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By Margaret Toal
For the Record 

County loses 'National Treasure' Stump Weatherford

 

Last updated 1/16/2024 at 8:23pm

Stump Weatherford and his wife, Dayle Gunn Weatherford, show off his 'Citizen of the Year' Award in December at the Greater Orange Area Chamber of Commerce banquet. Weatherford died this past week at the age of 77.

Everybody knew him as Stump, a nickname Stump Weatherford had in childhood. But for Lions Club International, he was also known "National Treasure."

Butch Campbell recalls giving the "National Treasure" name to Weatherford a few years ago at the Lions Camp for youth with disabilities. "Everybody laughed at it, but they knew it was true," Campbell said. "He wasn't just a local treasure, he was a national treasure."

L.E. "Stump" Weatherford died last week at the age of 77 after cancer. H e was a professional photographer and a well-known volunteer for not only the Orange Lions Club, but Lions International.

"Anytime you met a Lion and told them you were from Orange, they asked if you knew Stump," Campbell said.

The Lions Club is an international service and charity organization. Weatherford joined the local Lions in 1975 and served club president twice. He also held regional, state and national positions. He was an officer at the youth camp in Kerrville, Texas, where he spent hundreds of hours through the years volunteering to keep the camp in shape and helping to plan sessions.

After he was released from the hospital for cancer treatments in December, he was honored with a Lions dinner with dignitaries from all over coming to pay tribute to him and honor him with the prestigious Ambassador of Goodwill, the highest award.

Later in the month, the Greater Orange Area Chamber of Commerce, where he was a member for many years, named him "Citizen of the Year" for his contributions to the community.

"Stump was a true friend," said Gary Stelly, longtime owner of KOGT radio and chamber member. "He really lived his life by the Lions motto 'We Serve.'"

Stelly was a good friend of Weatherford, who also shot sports photographs for the KOGT website. "As a friend, he would offer to help. And if he couldn't, he would offer encouraging words."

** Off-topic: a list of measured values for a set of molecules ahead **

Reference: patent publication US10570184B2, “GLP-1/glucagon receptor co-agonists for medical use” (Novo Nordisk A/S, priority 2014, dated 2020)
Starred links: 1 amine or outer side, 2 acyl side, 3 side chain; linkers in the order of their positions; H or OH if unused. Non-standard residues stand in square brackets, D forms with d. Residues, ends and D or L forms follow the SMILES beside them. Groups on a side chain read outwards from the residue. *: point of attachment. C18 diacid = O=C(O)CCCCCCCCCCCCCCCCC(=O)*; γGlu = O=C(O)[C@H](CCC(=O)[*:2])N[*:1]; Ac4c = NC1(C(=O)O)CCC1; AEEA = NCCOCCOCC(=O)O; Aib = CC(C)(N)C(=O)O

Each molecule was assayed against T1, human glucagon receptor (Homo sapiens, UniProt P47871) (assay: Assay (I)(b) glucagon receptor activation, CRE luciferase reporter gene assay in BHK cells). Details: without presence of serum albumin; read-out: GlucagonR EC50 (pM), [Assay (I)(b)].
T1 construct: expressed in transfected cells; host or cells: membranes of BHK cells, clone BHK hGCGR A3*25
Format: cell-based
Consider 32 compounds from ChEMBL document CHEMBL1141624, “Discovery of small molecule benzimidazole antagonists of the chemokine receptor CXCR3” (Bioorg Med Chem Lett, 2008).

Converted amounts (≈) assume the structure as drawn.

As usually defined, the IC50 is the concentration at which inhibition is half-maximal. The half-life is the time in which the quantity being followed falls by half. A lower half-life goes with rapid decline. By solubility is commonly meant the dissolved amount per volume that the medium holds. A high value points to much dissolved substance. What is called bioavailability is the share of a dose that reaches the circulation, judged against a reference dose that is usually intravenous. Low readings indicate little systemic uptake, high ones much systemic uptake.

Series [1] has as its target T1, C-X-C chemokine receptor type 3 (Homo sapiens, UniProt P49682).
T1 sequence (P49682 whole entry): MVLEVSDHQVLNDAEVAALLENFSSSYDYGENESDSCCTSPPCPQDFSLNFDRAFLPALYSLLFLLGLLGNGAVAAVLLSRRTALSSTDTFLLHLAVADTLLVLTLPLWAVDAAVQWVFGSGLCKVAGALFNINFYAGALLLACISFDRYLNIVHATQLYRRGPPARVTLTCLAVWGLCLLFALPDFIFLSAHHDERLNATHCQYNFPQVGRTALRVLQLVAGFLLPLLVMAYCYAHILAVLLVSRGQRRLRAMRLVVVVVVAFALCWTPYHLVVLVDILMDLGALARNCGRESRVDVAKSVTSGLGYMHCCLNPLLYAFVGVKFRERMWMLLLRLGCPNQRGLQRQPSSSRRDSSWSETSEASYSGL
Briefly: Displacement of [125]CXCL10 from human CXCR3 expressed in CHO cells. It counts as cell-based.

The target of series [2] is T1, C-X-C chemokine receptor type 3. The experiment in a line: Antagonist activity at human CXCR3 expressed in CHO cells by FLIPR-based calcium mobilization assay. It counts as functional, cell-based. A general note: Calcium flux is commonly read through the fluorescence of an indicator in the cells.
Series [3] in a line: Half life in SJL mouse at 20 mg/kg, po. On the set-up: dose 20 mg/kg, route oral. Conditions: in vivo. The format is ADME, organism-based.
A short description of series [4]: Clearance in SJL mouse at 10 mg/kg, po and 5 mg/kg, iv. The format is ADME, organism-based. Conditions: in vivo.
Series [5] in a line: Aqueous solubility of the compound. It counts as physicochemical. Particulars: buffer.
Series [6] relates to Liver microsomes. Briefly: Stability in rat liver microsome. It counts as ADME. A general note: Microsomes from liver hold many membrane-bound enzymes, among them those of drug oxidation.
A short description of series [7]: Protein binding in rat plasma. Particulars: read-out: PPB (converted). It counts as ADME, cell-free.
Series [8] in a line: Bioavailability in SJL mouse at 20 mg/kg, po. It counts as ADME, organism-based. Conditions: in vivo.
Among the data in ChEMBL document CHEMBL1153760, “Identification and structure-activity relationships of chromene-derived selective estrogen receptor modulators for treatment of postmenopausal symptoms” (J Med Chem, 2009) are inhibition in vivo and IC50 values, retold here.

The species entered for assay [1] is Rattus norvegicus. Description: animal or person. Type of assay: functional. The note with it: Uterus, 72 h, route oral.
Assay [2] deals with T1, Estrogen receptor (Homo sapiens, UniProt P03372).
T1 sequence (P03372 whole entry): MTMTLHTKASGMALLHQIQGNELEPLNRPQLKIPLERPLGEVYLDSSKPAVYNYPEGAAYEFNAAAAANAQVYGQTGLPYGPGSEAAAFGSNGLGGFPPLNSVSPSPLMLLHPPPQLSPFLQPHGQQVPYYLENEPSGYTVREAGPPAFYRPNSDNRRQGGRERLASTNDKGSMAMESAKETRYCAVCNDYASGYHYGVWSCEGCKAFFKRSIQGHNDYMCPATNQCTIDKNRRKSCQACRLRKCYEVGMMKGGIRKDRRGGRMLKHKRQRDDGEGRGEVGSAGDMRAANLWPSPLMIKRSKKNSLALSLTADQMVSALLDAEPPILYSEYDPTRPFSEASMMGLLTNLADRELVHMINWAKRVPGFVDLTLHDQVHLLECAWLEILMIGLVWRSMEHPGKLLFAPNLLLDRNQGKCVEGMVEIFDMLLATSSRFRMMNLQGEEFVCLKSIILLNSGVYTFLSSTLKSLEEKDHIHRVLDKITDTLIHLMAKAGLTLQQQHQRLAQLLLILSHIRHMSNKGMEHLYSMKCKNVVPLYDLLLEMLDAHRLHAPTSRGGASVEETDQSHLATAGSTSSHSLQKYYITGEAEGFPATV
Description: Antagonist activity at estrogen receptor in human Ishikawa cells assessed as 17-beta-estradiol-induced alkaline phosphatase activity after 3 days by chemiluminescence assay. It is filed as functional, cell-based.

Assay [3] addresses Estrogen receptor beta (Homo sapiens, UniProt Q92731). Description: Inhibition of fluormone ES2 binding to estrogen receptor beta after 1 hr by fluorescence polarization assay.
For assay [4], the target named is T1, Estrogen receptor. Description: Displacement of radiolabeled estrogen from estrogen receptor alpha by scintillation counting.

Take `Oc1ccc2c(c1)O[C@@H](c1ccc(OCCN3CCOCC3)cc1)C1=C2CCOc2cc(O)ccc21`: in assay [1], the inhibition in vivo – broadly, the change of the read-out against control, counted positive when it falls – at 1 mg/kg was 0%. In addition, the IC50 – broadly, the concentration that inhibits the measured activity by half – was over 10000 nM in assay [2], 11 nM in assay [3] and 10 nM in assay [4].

Campbell, a longtime Lions member, said Stump was instrumental getting the group's annual charity carnival together every year. The carnival is one of the highlights of the community for decades. He said Weatherford would help with any chore needed and founded the booth that would sell snow cones and hot chocolate. He was also the club's photographer and liked to walk the grounds taking pictures of people and club members having fun.

Weatherford was originally from Athens, Texas, and he never hesitated to let you know it was the birthplace of the hamburger. He graduated from East Texas State University, now Texas A&M University Commerce, and moved to Orange in the 1970s to work at DuPont. His first wife passed away at an early age and he was a single father.

Photography became his profession and he was known for many local assignments and taking pictures of all kinds of events. In the days of film, if there was even slightest wrong look of a child, he would give the photograph to the parents at no charge with an apology.

In his later years, he married Dayle Gunn Weatherford, the widow of Buzzie Gunn of Gunn Studios, and they worked a photography business together. They were married for more than a decade after dating for several years. She survives him.

Weatherford had so many contributions to the work of Lions charities that they will probably never be fully recognized.

Every year in March, the Orange Lions Club goes to the Kerrville youth camp, set up for children with diabetes and other childhood disabilities. Campbell said Lions from all over the state came and loved to pick on Stump and he took it the teasing with a laugh.

One prank came from the local club when they went there earlier than Weatherford. Being an officer on the camp's board, Weatherford had a private room in the counselors quarters and didn't stay in the dormitory room with other Orange Lions.

He asked the local members to make sure his room was reserved. They went and moved the furniture, including the lamp, outside and set it up in a roadway with a sign "This is Stump's Room. Do Not Disturb." When he arrived, he laughed, and moved it all back.

Orange Lions also teased him at each meeting with a card game he devised called "Flim-Flam" played at every meeting in recent years. Weatherford couldn't clearly explain how the game was played, and members loved to ask him to tell the rules every time so they could laugh at his descriptions.

Weatherford's contributions to community life also included a big smile and a hug to every friend he ran across, and in Orange, everyone was his friend.

 

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